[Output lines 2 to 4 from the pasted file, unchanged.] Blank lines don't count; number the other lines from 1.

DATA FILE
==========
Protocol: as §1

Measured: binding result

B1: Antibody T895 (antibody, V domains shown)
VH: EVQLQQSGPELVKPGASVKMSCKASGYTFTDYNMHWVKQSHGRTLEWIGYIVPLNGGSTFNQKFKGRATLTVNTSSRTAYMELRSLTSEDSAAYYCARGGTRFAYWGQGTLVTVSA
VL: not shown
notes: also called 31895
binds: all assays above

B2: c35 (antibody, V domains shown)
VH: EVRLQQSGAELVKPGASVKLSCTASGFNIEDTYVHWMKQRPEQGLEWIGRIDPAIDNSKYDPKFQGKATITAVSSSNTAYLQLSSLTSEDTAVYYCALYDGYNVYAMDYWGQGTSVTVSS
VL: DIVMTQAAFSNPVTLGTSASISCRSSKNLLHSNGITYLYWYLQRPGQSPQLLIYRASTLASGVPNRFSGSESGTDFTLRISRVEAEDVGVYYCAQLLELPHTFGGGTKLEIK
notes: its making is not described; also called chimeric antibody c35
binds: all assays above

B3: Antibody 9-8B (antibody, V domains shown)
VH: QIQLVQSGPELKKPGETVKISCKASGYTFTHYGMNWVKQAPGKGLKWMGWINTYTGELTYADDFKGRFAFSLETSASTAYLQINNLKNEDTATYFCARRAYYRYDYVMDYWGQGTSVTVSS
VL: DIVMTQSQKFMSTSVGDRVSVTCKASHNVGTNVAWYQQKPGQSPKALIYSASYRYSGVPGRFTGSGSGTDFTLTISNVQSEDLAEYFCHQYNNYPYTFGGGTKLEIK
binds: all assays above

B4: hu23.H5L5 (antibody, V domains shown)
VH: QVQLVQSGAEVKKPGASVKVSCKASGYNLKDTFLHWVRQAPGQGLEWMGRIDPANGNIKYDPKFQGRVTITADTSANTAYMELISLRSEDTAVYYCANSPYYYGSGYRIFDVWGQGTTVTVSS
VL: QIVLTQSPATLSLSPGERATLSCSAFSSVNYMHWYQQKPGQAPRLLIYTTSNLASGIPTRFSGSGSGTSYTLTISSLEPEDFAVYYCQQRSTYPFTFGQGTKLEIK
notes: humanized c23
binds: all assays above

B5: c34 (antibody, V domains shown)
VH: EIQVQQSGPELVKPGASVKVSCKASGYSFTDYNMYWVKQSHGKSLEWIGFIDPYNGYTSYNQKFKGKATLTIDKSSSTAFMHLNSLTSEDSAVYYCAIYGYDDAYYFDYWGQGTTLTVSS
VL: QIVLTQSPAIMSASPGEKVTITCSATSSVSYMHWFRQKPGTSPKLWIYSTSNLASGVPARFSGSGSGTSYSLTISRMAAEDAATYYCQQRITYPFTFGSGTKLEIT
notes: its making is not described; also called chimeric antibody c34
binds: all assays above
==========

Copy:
Measured: binding result

B1: Antibody T895 (antibody, V domains shown)
VH: EVQLQQSGPELVKPGASVKMSCKASGYTFTDYNMHWVKQSHGRTLEWIGYIVPLNGGSTFNQKFKGRATLTVNTSSRTAYMELRSLTSEDSAAYYCARGGTRFAYWGQGTLVTVSA